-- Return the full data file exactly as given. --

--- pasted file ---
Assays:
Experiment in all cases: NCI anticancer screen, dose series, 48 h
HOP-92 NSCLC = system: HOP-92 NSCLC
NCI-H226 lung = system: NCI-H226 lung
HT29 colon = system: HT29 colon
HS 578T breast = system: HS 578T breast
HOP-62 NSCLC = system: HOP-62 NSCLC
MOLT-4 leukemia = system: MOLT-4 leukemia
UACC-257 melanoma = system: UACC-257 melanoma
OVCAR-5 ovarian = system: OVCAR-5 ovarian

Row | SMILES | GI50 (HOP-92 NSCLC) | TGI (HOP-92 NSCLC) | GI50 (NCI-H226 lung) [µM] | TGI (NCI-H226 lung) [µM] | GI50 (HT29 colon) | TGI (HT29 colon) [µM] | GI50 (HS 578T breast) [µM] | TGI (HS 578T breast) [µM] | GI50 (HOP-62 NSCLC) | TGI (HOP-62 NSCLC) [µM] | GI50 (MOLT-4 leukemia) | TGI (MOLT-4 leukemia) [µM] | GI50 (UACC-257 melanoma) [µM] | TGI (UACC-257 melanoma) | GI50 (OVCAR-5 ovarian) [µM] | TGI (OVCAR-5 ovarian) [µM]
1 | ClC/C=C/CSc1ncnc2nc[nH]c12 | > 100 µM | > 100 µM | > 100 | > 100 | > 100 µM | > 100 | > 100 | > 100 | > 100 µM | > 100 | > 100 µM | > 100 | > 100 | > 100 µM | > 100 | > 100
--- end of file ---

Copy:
Assays:
Experiment in all cases: NCI anticancer screen, dose series, 48 h
HOP-92 NSCLC = system: HOP-92 NSCLC
NCI-H226 lung = system: NCI-H226 lung
HT29 colon = system: HT29 colon
HS 578T breast = system: HS 578T breast
HOP-62 NSCLC = system: HOP-62 NSCLC
MOLT-4 leukemia = system: MOLT-4 leukemia
UACC-257 melanoma = system: UACC-257 melanoma
OVCAR-5 ovarian = system: OVCAR-5 ovarian

Row | SMILES | GI50 (HOP-92 NSCLC) | TGI (HOP-92 NSCLC) | GI50 (NCI-H226 lung) [µM] | TGI (NCI-H226 lung) [µM] | GI50 (HT29 colon) | TGI (HT29 colon) [µM] | GI50 (HS 578T breast) [µM] | TGI (HS 578T breast) [µM] | GI50 (HOP-62 NSCLC) | TGI (HOP-62 NSCLC) [µM] | GI50 (MOLT-4 leukemia) | TGI (MOLT-4 leukemia) [µM] | GI50 (UACC-257 melanoma) [µM] | TGI (UACC-257 melanoma) | GI50 (OVCAR-5 ovarian) [µM] | TGI (OVCAR-5 ovarian) [µM]
1 | ClC/C=C/CSc1ncnc2nc[nH]c12 | > 100 µM | > 100 µM | > 100 | > 100 | > 100 µM | > 100 | > 100 | > 100 | > 100 µM | > 100 | > 100 µM | > 100 | > 100 | > 100 µM | > 100 | > 100